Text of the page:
No signs of a mass grave have been discovered by archeological works commissioned by the Polish Institute of National Remembrance (IPN) to disprove statements by Kiev that a monument deconstructed in 2017 in eastern Poland had been erected atop a mass grave of the Ukrainian Insurgent Army (UPA) soldiers.
Ukrainian authorities argue that the site is to be considered a place of remembrance protected by international law, and all monuments upon the site should therefore remain in place.
The excavation was concluded with IPN tweeting that “single, civil graves of 16 people including women and children were revealed.”
The Institute added that: “archeological and medical research gave no base for recognition of mass or single graves of UPA soldiers buried under the deconstructed monument.”
An official statement is set to be released on Monday.
UPA was a Ukrainian militant organization during WWII. It is notorious for the role some of its soldiers had in the ethnic cleansing known as the Volhynian massacre of 40,000-60,000 Poles in Volhynia and 30,000-40,000 in Eastern Galicia.
IPN deputy Director, Krzysztof Szwagrzyk, was tasked with “rectifying this sensitive situation,” of the monument. The Ukrainian government has termed the deconstruction of a monument commemorating UPA “an instance of constant violation of international law by Poland and a token of ‘barbarism’”.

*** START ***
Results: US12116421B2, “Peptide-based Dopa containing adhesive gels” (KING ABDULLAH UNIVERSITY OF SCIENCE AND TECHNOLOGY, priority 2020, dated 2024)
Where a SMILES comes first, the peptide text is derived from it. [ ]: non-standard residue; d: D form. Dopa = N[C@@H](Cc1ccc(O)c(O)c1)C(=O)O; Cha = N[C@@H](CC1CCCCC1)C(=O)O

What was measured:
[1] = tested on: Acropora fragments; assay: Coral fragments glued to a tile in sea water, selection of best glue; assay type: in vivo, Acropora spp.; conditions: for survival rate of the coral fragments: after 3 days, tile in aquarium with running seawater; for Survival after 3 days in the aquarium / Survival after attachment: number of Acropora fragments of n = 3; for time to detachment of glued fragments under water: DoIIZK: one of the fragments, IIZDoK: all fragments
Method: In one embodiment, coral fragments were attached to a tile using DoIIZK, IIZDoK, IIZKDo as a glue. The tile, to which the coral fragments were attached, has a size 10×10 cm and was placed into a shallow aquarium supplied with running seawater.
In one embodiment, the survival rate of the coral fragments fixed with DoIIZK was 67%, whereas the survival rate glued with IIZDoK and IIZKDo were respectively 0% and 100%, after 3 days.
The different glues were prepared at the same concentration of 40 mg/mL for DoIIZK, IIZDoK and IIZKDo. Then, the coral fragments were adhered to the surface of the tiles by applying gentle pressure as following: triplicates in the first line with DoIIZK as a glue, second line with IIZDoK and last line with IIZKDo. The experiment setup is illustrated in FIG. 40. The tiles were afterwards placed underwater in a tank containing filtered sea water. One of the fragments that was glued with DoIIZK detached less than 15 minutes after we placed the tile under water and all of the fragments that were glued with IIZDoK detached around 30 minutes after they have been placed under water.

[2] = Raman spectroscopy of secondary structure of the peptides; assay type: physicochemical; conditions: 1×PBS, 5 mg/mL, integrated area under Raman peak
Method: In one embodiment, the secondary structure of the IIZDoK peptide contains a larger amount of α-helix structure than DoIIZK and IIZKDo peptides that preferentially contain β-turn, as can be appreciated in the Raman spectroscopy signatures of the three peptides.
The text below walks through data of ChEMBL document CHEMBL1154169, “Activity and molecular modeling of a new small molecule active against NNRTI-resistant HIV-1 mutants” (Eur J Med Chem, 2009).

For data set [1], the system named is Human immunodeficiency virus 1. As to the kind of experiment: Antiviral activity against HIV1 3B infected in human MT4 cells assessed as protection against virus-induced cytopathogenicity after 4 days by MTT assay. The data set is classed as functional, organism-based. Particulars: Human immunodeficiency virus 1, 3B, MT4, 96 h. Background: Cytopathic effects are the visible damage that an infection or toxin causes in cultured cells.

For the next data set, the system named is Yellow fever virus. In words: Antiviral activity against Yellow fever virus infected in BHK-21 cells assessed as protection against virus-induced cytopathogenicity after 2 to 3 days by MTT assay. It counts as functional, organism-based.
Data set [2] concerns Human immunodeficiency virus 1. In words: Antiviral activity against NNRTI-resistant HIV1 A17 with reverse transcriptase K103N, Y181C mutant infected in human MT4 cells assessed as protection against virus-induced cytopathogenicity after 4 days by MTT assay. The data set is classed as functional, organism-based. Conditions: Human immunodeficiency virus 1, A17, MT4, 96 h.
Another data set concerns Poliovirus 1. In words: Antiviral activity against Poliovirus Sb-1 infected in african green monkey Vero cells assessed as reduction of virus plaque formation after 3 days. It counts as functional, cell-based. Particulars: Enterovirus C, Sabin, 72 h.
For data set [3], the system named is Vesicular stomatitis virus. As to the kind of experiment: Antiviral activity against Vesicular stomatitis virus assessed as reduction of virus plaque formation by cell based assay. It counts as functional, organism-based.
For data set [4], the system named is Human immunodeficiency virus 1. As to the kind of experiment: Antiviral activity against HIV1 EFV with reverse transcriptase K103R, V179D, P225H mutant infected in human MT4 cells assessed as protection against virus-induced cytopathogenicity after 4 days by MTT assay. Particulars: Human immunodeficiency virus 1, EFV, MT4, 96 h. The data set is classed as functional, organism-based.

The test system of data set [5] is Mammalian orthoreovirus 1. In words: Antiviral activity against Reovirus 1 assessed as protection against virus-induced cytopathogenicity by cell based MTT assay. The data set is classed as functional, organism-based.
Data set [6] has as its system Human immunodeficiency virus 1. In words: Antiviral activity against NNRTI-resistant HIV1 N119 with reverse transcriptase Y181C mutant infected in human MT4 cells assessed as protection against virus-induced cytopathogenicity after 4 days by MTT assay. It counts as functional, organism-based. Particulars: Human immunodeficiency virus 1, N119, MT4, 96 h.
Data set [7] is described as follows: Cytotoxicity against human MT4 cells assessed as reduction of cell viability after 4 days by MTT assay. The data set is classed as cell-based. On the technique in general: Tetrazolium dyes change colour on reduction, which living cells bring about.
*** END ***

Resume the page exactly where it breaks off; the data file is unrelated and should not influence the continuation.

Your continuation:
“We hope that our work will prove them wrong,” Mr Szwagrzyk has said.
Authorities have said that the monument in Hruszowice, southeastern Poland, was illegally constructed in 1994 by a UPA veteran. The memorial was vandalized several times over the years, finally being taken down on April 26, 2017.
As a form of retaliation, Kiev has banned any archeological work to look for the remains of Polish WWII victims on Ukrainian soil.
The excavations in Hruszowice were observed by five Ukrainian specialists headed by the Secretary of the Interdepartamental Remembrance Commission, Svyatoslav Sheremeta.
“The issue of Hruszowice has become a litmus paper of Polish-Ukrainian relations,” said Tadeusz Płużański – a historian specializing in WWII, adding that the archeological findings “may, perhaps, contribute to a breakthrough” in the painful Polish-Ukrainian stalemate.